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We went to go meet up with our new friends Adam and Denise later that night. We sat in the relax bar and shared stories about our adventures from the day. They went deep water soloing(rock climbing over the water) and cliff jumping. They were with another couple that they had met during their trip. The man they were with had been on the island for a couple of weeks and knew it well. He told us about a hike through a cave, telling us that we could do it in flip flops but we would need our headlamps.

A couple of days later we rented the kayak for another 3 hours. There was rain on the horizon all around us but we decided to go for it anyway. We paddled 20 minutes to Phra Nang beach, drug the kayak up where it wouldn't get swept away, put our headlamps on and set off for the cave. We took a short walk through the jungle and past several rock climbers. At the entrance of the cave there was a fantastic view of the karst landscape around us. We used the beaten path to lead us to the first ladder up into the black abyss where we turned on our lights. We found our way to the next ladder and then the next. We had to climb 7 or 8 until we finally saw light at the other end. We had reached the end of the cave on the other side of the rock we just climbed through. The views from there were nothing short of spectacular. We saw the entire west Railay beach, and enjoyed our feat for about ten minutes and started our decent back to the beach. Climbing down was much more difficult than climbing up.
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I set up my rod and we pushed the kayak back out to sea with the black cloud gaining ground on us fast. Megan kept the kayak right on the edge of the drop off and I began to fish. It was tough keeping the kayak in position because the swells were getting big. On my third or fourth cast I caught a rock bass. 10 casts later I had caught 2 more. None bigger than the first. Floating closer to the limestone rocks we adored I caught a fish with a little more fight to it. It was a white snapper about the size of my hand. By that time the rains had rolled in. We sought shelter underneath the stalactites and I continued to fish in the rain. A few more rock bass and another white snapper found themselves on the end of my line. I was using a small shrimp pattern that was tied by my father. I caught a few more fish but was unable to determine the species. They were a beautiful tan with brown spots. The fins were spikey. I thought it would be funny to toss one back at my guide, but found out that she was unimpressed by the gesture, we almost capsized the kayak. The rain turned to a downpour and we paddled through the headwinds and back to the safety of the beach. I caught 11 fish in a matter of an hour or so, all because of the beautiful guilly I had behind me!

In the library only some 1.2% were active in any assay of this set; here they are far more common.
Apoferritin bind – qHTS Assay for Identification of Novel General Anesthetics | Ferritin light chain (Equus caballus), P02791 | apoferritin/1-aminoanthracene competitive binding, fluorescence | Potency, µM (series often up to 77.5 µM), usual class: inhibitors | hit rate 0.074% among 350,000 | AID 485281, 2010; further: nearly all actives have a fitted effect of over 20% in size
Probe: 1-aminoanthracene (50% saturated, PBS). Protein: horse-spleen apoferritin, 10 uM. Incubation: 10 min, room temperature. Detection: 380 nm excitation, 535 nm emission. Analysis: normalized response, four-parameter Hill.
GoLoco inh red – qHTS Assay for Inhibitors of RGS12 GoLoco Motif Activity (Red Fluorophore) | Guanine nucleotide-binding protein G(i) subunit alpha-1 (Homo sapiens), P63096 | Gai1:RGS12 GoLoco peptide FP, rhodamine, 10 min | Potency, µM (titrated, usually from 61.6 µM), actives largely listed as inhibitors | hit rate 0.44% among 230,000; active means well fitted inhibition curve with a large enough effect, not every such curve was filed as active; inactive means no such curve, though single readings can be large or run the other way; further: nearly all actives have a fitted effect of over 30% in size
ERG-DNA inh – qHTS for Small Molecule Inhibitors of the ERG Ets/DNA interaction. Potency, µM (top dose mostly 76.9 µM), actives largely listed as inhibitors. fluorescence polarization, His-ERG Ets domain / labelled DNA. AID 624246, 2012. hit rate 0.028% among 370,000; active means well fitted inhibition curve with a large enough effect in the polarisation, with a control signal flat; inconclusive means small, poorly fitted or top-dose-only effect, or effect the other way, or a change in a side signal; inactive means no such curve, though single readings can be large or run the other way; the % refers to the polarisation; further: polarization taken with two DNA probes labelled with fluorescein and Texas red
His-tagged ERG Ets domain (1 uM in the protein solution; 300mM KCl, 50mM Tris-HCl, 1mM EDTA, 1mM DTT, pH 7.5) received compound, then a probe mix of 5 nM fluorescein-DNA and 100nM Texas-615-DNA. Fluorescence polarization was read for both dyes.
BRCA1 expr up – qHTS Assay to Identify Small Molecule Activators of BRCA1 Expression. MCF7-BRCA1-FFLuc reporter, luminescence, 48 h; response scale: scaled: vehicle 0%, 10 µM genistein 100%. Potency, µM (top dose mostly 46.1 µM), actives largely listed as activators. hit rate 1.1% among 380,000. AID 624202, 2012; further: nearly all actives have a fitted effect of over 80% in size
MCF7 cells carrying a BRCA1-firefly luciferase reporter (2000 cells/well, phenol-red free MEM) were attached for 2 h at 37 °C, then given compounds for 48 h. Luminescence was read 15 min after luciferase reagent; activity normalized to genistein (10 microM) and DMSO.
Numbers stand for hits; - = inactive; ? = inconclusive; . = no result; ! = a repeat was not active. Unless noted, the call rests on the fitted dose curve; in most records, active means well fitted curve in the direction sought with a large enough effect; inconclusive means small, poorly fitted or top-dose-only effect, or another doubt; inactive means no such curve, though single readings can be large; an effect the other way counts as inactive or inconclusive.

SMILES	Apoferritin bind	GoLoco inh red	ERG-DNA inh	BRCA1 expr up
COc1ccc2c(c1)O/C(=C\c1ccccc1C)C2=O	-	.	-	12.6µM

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Posted by SMWiley 00:58 Archived in Thailand Comments (0)

Railay Beach

Wild Monkeys in Utopia


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Railay Beach is located on a peninsula on mainland Thailand between Krabi Town and Ao Nang. Although it is located on the mainland, it is only accessible by boat as the a limestone cliffs make it impossible to reach by car, leaving you with the feeling of being on an island. Upon arriving by ferry from Koh Phi Phi, Stets and I knew we had found a piece of heaven. We made the long trek along the beach and up into the jungle to find our bungalow at a place called Railay Garden View Bungalows. For about $18/night, you have your own bungalow with a private bathroom, mosquito net, and a fan. We were also provided with toast and tea for breakfast every morning. The perfect place for two backpackers looking to explore for a couple days.
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On the ferry ride over, we met a couple, Denise and Adam, that are basically our neighbors back in Colorado. We decided to meet back at the boat dock around seven to grab a drink and bite to eat. There are two sides to Railay Bay - east and west. The west side caters to more of the true vacationers with beautiful resorts, pools, and higher priced restaurants. The east side (which is where we were staying) caters to the backpackers and those traveling on a budget. We decided on dinner on the east side and found a place serving some great Thai curries. After dinner, we headed to a bar just down the way where we sat upstairs on an open deck on triangle cushions on the floor. Reggae music flowed in the background and we basically talked the night away.